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Tea or Coffee? One Cup or Two or Three … Your genes may decide.

By Jordan Greer

Are you a tea enthusiast or coffee connoisseur? A common debate in labs, offices, and possibly within your own home, people usually prefer one over the other to start their day. In fact, tea and coffee are the most commonly consumed non-alcoholic beverages in the world. But what leads us to choose one pick-me-up over the other? While we may attribute our preferences to how we’re raised, recent research shows our choice of brew may also be linked to our DNA.

First, let’s consider what makes coffee and tea different. Both contain bitter compounds, though coffee contains higher amounts. However, their most noteworthy component is caffeine; coffee has roughly twice the amount found in black and green tea. Caffeine itself, though, is tasteless – well, to most of us.

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Blog Post

Celebrate the extraordinary life of Nobel laureate and former Fermilab Director Leon Lederman in Chicago on Sept. 25

Originally published at: https://news.fnal.gov/2019/09/celebrate-the-extraordinary-life-of-nobel-laureate-and-former-fermilab-director-leon-lederman-in-chicago-on-sept-25/


Media contact
  • Andre Salles, Fermilab Office of Communication, media@fnal.gov, 630-840-3351
  • Katie Ahmed, Chicago Council on Science and Technology, kahmed@c2st.org, 312-567-5835

Leon Lederman stands outside Wilson Hall at Fermilab on the day he learned he was awarded the 1988 Nobel Prize.

Leon Lederman stands outside Wilson Hall at Fermilab on the day he learned he was awarded the 1988 Nobel Prize.

 

 

Leon Lederman was one of a kind.

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Argonne discovery offers new way to coat nuclear materials

By JARED SAGOFF

Originally published at: https://www.anl.gov/article/argonne-discovery-offers-new-way-to-coat-nuclear-materials

Inside an operating nuclear reactor, the environment is extreme, as reactor components are exposed to a combination of intense radiation and heat as well as chemically reactive coolant. That’s why, in order to operate reactors safely, scientists need to design their components with materials that can withstand these conditions.

Researchers at the U.S. Department of Energy’s (DOE) Argonne National Laboratory have made a pivotal discovery by taking a technique originally developed for the semiconductor industry and using it as a way to coat nuclear materials. This technique, called atomic layer deposition (ALD), forms the basis of new methods to protect nuclear fuels and materials from direct exposure to the reactor’s hostile environment.

We are pioneering the use of ALD for nuclear applications,” Argonne nuclear engineer Abdellatif Yacout.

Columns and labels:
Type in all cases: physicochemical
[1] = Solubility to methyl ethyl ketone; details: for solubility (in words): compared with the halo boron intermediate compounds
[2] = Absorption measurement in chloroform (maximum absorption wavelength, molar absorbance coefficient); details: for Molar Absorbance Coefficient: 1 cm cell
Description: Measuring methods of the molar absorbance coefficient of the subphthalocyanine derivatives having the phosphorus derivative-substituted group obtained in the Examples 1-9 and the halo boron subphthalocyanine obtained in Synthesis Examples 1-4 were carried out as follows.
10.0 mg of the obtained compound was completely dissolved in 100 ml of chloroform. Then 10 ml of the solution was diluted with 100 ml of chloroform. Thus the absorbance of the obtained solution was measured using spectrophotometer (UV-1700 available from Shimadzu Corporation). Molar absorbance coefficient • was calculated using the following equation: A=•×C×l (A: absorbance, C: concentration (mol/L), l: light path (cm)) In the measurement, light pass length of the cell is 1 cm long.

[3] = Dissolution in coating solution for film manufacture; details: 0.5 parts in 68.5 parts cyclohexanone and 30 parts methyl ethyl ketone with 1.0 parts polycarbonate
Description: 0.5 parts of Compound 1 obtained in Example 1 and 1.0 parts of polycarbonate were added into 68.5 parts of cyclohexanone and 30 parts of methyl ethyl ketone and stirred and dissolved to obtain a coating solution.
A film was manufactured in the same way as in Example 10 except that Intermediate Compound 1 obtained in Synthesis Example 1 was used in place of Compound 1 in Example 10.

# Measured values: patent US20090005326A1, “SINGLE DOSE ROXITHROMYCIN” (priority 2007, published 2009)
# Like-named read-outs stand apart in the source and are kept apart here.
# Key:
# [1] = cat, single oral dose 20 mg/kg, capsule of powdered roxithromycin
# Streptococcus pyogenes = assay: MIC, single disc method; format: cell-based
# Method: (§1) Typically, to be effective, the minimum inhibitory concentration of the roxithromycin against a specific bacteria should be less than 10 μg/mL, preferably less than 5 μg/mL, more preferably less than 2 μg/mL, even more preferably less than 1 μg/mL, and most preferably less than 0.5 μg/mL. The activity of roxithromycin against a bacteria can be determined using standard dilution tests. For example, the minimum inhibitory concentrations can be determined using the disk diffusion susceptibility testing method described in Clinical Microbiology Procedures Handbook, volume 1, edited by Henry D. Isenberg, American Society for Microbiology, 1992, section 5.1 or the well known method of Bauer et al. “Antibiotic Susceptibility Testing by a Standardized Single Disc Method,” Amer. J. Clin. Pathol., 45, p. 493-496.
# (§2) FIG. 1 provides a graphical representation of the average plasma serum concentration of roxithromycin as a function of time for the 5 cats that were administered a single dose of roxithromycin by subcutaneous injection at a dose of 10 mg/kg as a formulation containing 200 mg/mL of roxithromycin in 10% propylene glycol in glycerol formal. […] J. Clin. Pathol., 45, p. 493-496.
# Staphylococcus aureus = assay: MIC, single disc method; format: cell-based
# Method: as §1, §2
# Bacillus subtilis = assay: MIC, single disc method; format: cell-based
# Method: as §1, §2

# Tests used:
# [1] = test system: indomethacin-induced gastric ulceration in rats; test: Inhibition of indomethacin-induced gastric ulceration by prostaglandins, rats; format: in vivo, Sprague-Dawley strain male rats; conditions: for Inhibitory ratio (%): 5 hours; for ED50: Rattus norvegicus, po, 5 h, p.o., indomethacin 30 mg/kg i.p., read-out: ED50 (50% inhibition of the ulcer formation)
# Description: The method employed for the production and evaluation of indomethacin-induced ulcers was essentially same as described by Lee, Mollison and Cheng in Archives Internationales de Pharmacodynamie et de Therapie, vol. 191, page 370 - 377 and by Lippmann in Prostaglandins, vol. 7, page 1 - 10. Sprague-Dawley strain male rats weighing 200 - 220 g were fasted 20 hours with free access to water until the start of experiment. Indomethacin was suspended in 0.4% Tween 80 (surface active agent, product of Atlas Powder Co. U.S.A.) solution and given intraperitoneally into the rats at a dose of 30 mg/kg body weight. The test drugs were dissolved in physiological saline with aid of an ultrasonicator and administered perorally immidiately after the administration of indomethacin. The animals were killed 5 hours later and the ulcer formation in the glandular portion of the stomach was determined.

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Argonne Fuels Energy Start-ups

Argonne National Laboratory is accelerating more than protons these days. Through its Chain Reaction Innovations (CRI) entrepreneurship program, Argonne is accelerating the development of new businesses that are tackling the challenges of producing and conserving energy with new, cost effective and environmentally-sustainable technologies. Argonne is located in Lemont, Illinois, west of Chicago. It is owned by the U.S. Department of Energy’s (DOE) and operated by the University of Chicago. It is one of the largest and most scientifically diverse research centers in the world. The CRI program is supported by the Advanced Manufacturing Office within DOE’s Office of Energy Efficiency and Renewable Energy.

This summer, with the first four startups graduating from the program, CRI innovators have raised about $12.4 million in funding as of Aug. 1, 2019. Out of that total, more than $5 million has come from private equity sources, and the rest has some from various organizations – including DOE – that offer open funding opportunities.

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Subsurface biofilms could hold clues to alien life, astrobiologists say

By Lauren Robinson

Are we alone?

If you’re wandering around the chambers of the Deep Mine Microbial Observatory, what was once a gold mine in South Dakota, it might feel as though you are — until, perhaps, you take a fluid sample from a borehole in the tunnel wall, run it under a microscope and observe one of the droplets teeming with microbial life.

Caitlin Casar, a third-year Ph.D. student at Northwestern University, says scientists can’t yet answer the big question: Are we alone in the universe?

“I hope that there is life on another planet, but whether or not it’s probable, I don’t think anybody can really say,” she said.

 

Caitlin Casar, a Ph.D. candidate at Northwestern University, studies microbes living deep beneath the Earth’s surface in the Deep Mine Microbial Observatory, an old gold mine in Lead, South Dakota. (Photo credit: Matthew Kapust/Sanford Underground Research Facility)

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The Future of Medical Treatment is in Your Toilet

By Alexis Shanes

Microorganisms hiding in your toilet water could lead to a revolution in medical diagnosis and treatment, scientists say.

University of Chicago microbiologists Jack Gilbert and Savas Tay, co-founders of the medical startup BiomeSense, have developed a tool to gain medical insight from powerful bacteria in the gut.

Nine months after creating the company, Gilbert, Tay and their development team have made the concept of a microbiome measurement device a reality.

“We monitor your poop in a way that’s relevant to clinical trials,” Gilbert said. “We are finding out the next strategies for making people healthy.”

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